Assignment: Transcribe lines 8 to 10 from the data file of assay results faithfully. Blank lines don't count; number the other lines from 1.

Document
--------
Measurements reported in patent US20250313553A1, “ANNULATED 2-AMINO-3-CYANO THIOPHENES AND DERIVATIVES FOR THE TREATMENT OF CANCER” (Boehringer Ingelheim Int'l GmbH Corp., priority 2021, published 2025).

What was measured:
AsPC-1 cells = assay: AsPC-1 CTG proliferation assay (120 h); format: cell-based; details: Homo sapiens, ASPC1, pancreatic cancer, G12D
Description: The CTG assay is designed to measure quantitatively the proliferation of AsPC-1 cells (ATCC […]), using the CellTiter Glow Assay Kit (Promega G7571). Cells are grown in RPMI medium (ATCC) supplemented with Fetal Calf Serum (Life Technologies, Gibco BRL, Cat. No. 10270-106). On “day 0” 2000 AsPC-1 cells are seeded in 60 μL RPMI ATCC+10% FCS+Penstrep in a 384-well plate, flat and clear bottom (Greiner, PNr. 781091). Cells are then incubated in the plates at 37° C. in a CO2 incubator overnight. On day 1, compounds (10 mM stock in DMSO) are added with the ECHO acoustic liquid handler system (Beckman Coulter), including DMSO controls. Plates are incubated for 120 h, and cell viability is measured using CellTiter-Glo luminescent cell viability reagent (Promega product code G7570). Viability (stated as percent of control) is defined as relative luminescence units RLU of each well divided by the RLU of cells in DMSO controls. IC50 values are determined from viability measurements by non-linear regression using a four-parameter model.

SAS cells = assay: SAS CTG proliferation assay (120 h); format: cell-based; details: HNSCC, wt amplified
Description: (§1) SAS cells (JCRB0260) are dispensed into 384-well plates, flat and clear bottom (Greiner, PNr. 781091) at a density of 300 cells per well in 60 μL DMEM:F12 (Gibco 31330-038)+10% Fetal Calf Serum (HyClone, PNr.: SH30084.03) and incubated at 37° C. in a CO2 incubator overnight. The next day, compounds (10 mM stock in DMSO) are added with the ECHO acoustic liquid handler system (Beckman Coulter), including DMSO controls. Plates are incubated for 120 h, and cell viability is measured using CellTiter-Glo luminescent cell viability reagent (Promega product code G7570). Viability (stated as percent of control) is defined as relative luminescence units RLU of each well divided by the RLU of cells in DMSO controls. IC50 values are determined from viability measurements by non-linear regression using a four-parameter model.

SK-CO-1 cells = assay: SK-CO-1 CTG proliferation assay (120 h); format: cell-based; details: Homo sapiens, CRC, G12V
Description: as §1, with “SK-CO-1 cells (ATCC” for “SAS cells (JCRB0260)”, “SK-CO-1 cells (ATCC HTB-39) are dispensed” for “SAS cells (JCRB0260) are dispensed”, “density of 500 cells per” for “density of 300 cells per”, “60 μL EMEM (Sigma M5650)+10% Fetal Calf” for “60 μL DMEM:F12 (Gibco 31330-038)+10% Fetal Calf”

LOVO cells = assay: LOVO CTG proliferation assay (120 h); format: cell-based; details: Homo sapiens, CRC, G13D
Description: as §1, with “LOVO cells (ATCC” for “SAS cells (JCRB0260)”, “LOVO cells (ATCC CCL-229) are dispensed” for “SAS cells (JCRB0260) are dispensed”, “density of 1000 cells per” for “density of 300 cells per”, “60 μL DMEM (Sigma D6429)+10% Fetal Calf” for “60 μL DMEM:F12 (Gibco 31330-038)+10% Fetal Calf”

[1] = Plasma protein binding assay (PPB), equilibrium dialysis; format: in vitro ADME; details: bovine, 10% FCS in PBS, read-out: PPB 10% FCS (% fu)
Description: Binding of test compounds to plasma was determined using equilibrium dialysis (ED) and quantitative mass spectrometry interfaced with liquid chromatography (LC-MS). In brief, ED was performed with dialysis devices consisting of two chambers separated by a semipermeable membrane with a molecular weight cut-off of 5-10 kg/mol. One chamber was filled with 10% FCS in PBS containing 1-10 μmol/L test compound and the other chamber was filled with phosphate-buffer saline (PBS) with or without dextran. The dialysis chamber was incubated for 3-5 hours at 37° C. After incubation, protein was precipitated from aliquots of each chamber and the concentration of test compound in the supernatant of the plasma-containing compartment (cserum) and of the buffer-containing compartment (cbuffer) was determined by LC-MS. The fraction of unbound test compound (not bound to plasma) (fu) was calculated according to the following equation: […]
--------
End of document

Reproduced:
Description: as §1, with “SK-CO-1 cells (ATCC” for “SAS cells (JCRB0260)”, “SK-CO-1 cells (ATCC HTB-39) are dispensed” for “SAS cells (JCRB0260) are dispensed”, “density of 500 cells per” for “density of 300 cells per”, “60 μL EMEM (Sigma M5650)+10% Fetal Calf” for “60 μL DMEM:F12 (Gibco 31330-038)+10% Fetal Calf”

LOVO cells = assay: LOVO CTG proliferation assay (120 h); format: cell-based; details: Homo sapiens, CRC, G13D
Description: as §1, with “LOVO cells (ATCC” for “SAS cells (JCRB0260)”, “LOVO cells (ATCC CCL-229) are dispensed” for “SAS cells (JCRB0260) are dispensed”, “density of 1000 cells per” for “density of 300 cells per”, “60 μL DMEM (Sigma D6429)+10% Fetal Calf” for “60 μL DMEM:F12 (Gibco 31330-038)+10% Fetal Calf”